Without any confirmation that Stiviano was behind the tape’s disclosure (not that it actually mattered), she was stalked by the paparazzi and vilified. Dug-up information on her background revealed that she had plastic surgery, a criminal record (which included arrests for petty theft and driving under the influence), several aliases and that Sterling’s wife, Rochelle, was suing Stiviano for the return of property and expensive vehicles purchased for her by Donald. The court documents also detailed that Rochelle was accusing her of being a seducer of wealthy older men (there is almost a 50-year age difference between Stiviano and Donald). From this it was deduced that Stiviano was a scorned snake of a mistress who sought out to record Sterling and sell the damning audio for a quick buck and maybe 15 minutes of fame. Even if this assumption is true to any or all extent, again, who cares? Does it change the fact that Sterling made those comments and is a bigot? I saw one news panel where the entire broadcast of the story was just about Stiviano and the hosts angrily theorized about her “motives.” Aren’t we mad at the racist or nah? Isn’t he the true villain here?
Stiviano began to take interviews and tell her side of the story. One would think the primary questions would be to establish if Sterling had a pattern of discrimination and hate speech, the details of the conversation in mind and what Stiviano may have endured while around him, but it was all about the nature of her relationship with the embattled team-owner. A relationship that, despite Sterling frequently appearing with her at events and games, no one examined, detected or inquired about. No one seemed to notice or care that he possibly had a mistress before. In one of the more disgusting and poor instances of journalism I’ve ever seen, “Entertainment Tonight” correspondent Brooke Anderson repeatedly asked Stiviano if she had sexual relations with Sterling (episode airing on 5/21/14), making sarcastic facial expressions, comments and groans each time Stiviano denied, even saying she didn’t believe Stiviano. When Stiviano became (understandably) perturbed, Anderson accused her of being “combative” and “defensive.” Afterwards, while at the ET panel table, Anderson and the other hosts dissected paparazzi footage of Stiviano, labeling her as attention-seeking for wearing a visor to cover her face from cameras and flaunting herself when she wasn’t wearing head gear. When she asserts herself under Anderson’s berating and aggressive interviewing, she’s “combative,” but her polite greeting and compliments pre-interview were to “butter [Anderson] up.” I directly tweeted Anderson: “How dare you call V. combative when you berated her and continued to repeat questions because you didn’t get the answer you wanted. I thought interviews were to get a person’s perspective, not convince a journalist of their truth.”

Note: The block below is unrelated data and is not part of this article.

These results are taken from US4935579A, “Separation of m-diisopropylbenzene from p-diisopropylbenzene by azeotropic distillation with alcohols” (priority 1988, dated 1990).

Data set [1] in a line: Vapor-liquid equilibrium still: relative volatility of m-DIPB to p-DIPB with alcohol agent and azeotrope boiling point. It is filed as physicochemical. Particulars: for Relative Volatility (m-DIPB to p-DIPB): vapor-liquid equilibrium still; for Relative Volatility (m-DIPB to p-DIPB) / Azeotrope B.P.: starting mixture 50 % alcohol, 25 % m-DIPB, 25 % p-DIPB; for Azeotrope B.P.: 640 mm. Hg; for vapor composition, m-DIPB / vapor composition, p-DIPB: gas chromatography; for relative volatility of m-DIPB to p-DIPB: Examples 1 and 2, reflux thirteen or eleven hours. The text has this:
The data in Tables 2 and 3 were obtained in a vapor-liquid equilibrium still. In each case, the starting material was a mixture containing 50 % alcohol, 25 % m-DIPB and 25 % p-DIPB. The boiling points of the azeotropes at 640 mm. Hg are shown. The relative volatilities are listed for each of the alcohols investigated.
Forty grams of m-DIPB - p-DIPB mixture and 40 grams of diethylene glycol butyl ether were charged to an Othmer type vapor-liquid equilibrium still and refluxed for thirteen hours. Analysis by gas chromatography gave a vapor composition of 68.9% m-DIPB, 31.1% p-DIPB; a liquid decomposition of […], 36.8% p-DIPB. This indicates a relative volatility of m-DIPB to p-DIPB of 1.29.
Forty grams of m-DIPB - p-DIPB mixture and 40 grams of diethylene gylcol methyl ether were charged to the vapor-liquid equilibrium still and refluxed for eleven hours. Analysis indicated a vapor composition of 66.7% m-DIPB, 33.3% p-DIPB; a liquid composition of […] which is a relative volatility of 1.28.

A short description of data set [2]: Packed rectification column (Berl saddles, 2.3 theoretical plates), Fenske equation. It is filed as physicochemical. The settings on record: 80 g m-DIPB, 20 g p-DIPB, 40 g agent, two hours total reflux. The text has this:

Somehow, it’s been more important to discern whether or not V. Stiviano is a “slut” that outed a man for gain, versus the bigger story from whence she came. We claim that Sterling’s mindset is deplorable, yet, we’ve sought to punish and scrutinize the person we believe to have brought it to light. A sin is a sin and a wrong is a wrong, but the media’s irrelevant and unbalanced focus on Stiviano would imply that possibly being a mistress and possibly outing a man is worse than being a racist. Why is this happening? It’s because of sexism. 1) Regardless of gender, infidelity is frowned upon. However, because promiscuity is a more acceptable and expected behavior for men than women, “the other woman” or a woman who cheats is often more heavily ostracized (and for a longer period) than a male in the same position. Indicia of this is how the masculine forms of the word “mistress” (ex. lover, paramour, kept man) are either lesser-known or don’t withhold the same level of insult. Furthermore, there are multiple slurs to call promiscuous women (ex. slut, skank, whore, hoe, tramp, etc.), but hardly any for men. In effect, these words are so closely tied to women, that “man” is used as a pre-fix to apply it to a male (ex. man-whore). 2) Women who challenge or disrupt the gender-hierarchy of control (women are to be in a subordinate role when amongst men) are generally viewed as an enemy of values and/or men. Stiviano recording an incriminating conversation that ultimately took a man out of his station of power makes her deserving of retribution.
Even after giving a far from humble and remorseful interview with Anderson Cooper, Donald Sterling will likely spend the last of his years rather comfortable and manage to get back into business-life. Meanwhile, V. Stiviano will probably struggle to evade her now destroyed image for at least a decade because of a sexist witch-hunt to shield a xenophobe. Sexism at its best.